Augustine (left) and Sylvia Emuwa of Dinobi Detergent present at the South Side Pitch competition in October 2019. The married couple's cleaning supplies company won the $5,000 first prize to expand their line of products and improve their website. Credit: Provided

HYDE PARK — Small businesses from around the South Side will compete for an $8,000 grand prize in a virtual pitch competition this week, hosted by a local organization advocating for low-income business owners.

Six entrepreneurs will give their business pitches and answer questions from judges in the eighth annual South Side Pitch, to be held virtually at 6 p.m. Thursday. The winner receives $8,000, while second place receives $7,000 and third place receives $5,000 to help support their businesses.

Alongside the panel of four judges, audience members’ votes will help determine the winning business — and the audience’s top choice will get $1,000 regardless of the overall results. Attendees must register through Eventbrite.

“We’re thinking about businesses’ impact, vision, the creativity embedded in the business, the South Side connection and the showmanship,” said Beth Kregor, director of the Institute for Justice Clinic on Entrepreneurship based at University of Chicago. “It all comes down to whether it’s a great pitch.”

The finalists, selected from 25 semi-finalists and 100 applicants, are:

  • Blossom Girls Network, a North Kenwood-based business offering “period starter kits” with sanitary products, educational resources and support groups for girls.
  • D. Jones Construction, a minority woman-owned construction company in Grand Crossing specializing in residential renovations and storefront buildouts.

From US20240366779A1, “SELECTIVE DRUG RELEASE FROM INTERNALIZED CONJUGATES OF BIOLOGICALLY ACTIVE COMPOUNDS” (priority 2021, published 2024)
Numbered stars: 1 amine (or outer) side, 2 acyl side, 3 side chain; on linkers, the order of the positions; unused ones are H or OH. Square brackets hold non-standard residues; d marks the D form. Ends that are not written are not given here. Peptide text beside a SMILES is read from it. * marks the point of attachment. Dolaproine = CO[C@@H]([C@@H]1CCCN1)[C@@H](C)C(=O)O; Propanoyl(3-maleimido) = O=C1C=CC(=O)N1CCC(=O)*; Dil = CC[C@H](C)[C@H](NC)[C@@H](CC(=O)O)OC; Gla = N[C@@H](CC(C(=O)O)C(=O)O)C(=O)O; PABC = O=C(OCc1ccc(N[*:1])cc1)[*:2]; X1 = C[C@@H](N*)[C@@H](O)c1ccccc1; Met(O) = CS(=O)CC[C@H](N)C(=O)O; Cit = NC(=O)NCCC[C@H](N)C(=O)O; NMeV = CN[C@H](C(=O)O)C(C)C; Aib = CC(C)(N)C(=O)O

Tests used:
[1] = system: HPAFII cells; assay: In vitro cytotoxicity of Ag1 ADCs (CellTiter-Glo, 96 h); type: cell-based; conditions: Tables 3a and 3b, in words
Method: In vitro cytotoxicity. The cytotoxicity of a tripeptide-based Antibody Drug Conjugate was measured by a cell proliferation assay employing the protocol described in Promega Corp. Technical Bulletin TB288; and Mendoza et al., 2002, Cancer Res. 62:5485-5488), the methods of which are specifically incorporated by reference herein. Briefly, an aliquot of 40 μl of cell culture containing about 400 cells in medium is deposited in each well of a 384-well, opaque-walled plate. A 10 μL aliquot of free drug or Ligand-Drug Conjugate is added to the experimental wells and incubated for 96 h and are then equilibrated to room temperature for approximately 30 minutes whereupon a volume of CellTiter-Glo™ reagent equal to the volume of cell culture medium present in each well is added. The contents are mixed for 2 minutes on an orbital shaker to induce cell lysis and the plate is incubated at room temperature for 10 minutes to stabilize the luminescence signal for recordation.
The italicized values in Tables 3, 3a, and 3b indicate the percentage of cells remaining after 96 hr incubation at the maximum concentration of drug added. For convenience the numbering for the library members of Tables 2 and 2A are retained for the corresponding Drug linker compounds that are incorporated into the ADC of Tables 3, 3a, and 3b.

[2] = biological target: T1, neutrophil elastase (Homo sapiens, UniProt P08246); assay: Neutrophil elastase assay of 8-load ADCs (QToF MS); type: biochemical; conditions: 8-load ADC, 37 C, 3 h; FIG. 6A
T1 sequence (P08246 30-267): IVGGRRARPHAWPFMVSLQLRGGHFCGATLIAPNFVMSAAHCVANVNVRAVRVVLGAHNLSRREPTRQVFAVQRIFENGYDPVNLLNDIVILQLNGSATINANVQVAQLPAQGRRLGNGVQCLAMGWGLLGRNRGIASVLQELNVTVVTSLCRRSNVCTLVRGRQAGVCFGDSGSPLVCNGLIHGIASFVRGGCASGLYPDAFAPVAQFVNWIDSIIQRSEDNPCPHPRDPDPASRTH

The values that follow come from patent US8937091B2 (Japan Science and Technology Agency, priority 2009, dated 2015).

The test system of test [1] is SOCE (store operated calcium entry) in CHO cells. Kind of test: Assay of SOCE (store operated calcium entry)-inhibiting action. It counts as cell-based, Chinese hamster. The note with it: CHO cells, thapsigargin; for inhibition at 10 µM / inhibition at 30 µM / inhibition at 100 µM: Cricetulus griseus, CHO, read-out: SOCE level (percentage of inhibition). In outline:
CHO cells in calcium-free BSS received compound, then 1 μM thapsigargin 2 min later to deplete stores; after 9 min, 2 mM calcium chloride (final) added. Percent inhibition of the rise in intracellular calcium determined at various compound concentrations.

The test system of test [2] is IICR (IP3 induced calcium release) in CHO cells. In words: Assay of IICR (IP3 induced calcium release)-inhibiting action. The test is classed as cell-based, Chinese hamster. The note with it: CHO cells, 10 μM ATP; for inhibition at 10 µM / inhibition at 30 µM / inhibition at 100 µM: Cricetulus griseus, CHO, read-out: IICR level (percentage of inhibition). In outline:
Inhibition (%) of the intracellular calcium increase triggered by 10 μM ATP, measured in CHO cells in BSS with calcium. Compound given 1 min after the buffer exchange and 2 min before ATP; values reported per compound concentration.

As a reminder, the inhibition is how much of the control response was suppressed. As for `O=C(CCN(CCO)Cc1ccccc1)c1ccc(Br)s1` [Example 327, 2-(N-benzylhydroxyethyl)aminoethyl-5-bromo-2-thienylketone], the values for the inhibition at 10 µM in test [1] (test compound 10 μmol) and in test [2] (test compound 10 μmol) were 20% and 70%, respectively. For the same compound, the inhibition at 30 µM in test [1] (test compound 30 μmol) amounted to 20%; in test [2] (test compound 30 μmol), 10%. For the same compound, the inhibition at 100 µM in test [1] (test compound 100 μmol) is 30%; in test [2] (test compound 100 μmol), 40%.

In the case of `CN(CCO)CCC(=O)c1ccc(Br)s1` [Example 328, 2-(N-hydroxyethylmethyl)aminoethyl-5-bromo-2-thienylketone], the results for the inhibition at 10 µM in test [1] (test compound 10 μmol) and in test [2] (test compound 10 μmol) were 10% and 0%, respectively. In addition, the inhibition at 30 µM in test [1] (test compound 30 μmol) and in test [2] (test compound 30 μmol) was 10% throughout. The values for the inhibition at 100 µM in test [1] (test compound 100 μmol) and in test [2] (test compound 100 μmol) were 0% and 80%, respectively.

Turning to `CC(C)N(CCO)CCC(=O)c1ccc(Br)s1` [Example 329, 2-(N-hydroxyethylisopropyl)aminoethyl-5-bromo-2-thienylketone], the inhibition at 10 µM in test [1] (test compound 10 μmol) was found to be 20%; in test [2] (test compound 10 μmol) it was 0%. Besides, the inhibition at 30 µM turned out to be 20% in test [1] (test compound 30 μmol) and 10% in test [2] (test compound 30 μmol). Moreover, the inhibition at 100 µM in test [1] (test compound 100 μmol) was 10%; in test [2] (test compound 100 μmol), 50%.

• Last Lap Cornerstore, a runners’ supply store that opened last September in a shipping container at Boxville, 330 E. 51st St. in Washington Park.
  • Piggyback Network, a Beverly-based transportation service focused on shuttling youth along shared routes to schools, parks, daycares, enrichment programs and other activities.
  • Sista Afya Community Mental Wellness, a mental health resource centering Black women that offers free and reduced-cost therapy out of its South Shore clinic.
  • Trading Races, a Bronzeville-based company that created a card game to teach Black history and encourage conversations about race.

The entrepreneurship clinic, which is hosting Thursday’s event, provides resources and free legal assistance to small businesses in and around Chicago. Staffers developed Shop in Place to help local businesses transition online early in the coronavirus pandemic.

They’ve also seen some “long-sought, long-fought successes” over the last year — namely in speeding up the approval process for businesses to place signs. Critics derided the city’s old rules as overzealous and “erratically enforced.”

“We look out for the laws that are making it difficult for [entrepreneurs] to start and grow … [and] let them know when it’s time to rally and speak the truth to the government about what businesses need to thrive in Chicago,” Kregor said.

The clinic’s year-round work “gets back to the spirit of South Side Pitch: You don’t have to be an investor on the West Coast to be an entrepreneur,” clinic operations manager Erion Malasi said. “You can have an idea and pursue it in Chicago with the community you hope to build.”

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